Madonna has defended the controversial speech she made at the Women's March on Washington against President Donald Trump. The 58-year-old pop star denies wanting to "blow up the White House", and states that she does not promote violence.
The Girls Gone Wild singer and other celebrities joined hundreds of thousands of protesters in Washington DC on 21 January to campaign for women's rights. During her speech at the event, Madonna said she was thinking "an awful lot about blowing up the White House" after Trump was inaugurated the previous day.
Now clarifying the message behind her speech, Madonna wrote on Instagram: "Yesterday's Rally was an amazing and beautiful experience. I came and performed Express Yourself and that's exactly what i did.
However I want to clarify some very important things. I am not a violent person, I do not promote violence and it's important people hear and understand my speech in its entirety rather than one phrase taken wildly out of context."
She continued: "My speech began with 'I want to start a revolution of love'. I then go on to take this opportunity to encourage women and all marginalized people to not fall into despair but rather to come together and use it as a starting point for unity and to create positive change in the world. I spoke in metaphor and I shared two ways of looking at things — one was to be hopeful, and one was to feel anger and outrage, which I have personally felt."
The lengthy letter concluded: "However, I know that acting out of anger doesn't solve anything. And the only way to change things for the better is to do it with love. It was truly an honor to be part of an audience chanting 'we choose love'."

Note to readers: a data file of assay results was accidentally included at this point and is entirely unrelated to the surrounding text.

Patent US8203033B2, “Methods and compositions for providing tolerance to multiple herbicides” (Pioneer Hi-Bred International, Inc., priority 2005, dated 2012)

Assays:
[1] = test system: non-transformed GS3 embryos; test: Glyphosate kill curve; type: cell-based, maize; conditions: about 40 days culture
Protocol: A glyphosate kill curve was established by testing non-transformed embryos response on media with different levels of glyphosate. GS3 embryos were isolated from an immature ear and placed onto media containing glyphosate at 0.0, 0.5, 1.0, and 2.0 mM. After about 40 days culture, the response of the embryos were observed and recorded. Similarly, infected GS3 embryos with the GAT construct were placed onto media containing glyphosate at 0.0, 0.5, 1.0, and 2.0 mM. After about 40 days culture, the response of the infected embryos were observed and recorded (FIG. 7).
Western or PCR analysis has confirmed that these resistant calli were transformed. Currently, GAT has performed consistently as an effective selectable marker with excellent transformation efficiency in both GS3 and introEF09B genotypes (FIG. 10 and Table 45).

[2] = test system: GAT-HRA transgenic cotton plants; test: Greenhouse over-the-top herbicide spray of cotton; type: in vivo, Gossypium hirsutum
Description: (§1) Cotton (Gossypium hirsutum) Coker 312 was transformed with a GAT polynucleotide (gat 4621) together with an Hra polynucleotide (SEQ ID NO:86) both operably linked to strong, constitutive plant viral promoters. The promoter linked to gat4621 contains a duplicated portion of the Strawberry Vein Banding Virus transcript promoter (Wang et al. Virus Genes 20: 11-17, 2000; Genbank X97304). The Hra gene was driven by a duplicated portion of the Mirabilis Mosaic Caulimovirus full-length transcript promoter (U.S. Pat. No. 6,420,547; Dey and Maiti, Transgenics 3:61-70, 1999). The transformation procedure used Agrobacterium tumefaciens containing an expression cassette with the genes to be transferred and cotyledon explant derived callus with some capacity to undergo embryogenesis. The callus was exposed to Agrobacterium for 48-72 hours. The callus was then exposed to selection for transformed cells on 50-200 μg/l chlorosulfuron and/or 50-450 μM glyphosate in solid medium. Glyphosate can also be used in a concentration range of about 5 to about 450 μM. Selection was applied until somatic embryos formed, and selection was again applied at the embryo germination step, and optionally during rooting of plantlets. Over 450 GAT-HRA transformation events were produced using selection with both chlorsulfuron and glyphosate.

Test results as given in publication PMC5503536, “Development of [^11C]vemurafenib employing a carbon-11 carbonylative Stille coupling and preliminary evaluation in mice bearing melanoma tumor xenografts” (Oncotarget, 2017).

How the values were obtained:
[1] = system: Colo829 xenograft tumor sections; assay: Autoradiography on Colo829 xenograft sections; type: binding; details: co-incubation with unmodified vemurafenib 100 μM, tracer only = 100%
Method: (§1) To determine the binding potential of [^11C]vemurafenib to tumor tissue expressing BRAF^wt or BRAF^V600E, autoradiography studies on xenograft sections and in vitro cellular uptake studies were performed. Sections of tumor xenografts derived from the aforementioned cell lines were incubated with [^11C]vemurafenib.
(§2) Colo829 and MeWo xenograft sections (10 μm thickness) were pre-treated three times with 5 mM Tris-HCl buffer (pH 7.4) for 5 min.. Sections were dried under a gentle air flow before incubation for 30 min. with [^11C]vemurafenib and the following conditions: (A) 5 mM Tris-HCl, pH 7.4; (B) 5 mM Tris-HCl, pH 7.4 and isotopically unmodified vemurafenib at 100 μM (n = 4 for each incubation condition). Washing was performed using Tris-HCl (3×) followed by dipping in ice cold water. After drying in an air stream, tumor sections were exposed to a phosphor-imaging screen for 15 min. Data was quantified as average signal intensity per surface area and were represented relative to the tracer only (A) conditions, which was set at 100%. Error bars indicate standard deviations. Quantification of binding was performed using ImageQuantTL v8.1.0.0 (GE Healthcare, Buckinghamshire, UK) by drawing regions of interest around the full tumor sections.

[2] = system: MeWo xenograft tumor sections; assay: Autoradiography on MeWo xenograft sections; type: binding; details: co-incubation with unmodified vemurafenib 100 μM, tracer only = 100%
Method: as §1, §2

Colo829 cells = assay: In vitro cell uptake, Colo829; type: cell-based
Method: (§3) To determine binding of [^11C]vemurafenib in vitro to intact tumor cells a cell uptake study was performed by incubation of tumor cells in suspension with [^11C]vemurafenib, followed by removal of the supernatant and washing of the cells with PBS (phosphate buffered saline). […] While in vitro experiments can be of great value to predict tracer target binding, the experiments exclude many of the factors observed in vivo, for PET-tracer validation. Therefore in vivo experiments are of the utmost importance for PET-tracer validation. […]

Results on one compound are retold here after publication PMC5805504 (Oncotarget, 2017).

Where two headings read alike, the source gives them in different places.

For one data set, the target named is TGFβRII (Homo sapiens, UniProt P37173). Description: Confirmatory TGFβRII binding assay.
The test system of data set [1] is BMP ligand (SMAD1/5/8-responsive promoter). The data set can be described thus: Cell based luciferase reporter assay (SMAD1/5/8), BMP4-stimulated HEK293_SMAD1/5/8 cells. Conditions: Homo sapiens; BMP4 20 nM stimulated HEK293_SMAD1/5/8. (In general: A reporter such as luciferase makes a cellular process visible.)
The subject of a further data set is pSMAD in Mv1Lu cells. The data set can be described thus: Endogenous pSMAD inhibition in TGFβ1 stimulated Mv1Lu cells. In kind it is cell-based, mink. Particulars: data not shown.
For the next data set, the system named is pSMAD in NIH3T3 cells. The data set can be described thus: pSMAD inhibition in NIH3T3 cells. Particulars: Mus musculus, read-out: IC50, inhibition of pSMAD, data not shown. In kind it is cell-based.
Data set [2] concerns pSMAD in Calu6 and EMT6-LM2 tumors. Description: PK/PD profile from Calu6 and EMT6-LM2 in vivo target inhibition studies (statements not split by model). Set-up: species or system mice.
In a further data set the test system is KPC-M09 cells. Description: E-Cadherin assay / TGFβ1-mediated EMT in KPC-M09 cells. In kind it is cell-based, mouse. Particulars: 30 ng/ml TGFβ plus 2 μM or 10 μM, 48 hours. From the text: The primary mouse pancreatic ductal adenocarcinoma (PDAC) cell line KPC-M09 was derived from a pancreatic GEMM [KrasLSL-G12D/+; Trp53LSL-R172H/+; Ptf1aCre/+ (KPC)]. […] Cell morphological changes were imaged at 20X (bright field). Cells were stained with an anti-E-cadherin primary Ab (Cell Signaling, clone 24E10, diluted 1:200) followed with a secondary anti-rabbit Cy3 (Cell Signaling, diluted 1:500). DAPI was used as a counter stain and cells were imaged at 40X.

Soon after Madonna's speech, website Gateway Pundit claimed to have received word from a secret service spokesperson stating that they were "aware" of the singer's comments and could possibly open an investigation. However, the Department of Homeland Security have not released an official statement regarding the situation.
Among the celebrities who attended the highly-publicised march were Scarlett Johansson, Charlize Theron, Julia Roberts, America Ferrera, Chrissy Teigen and Ashley Judd. Judd, 48, also stirred controversy with her own speech, which saw her read a letter written by 19-year-old Nina Donovan and included a reference to Trump's offensive phrase "grab 'em by the p***y".
Defending her speech, Judd said: "I got it from the president of the United States. I'm just quoting him. And I am really more entitled to the word because I've actually got one."
Madonna's management had not responded to an IBTimes UK request for comments at the time of publication.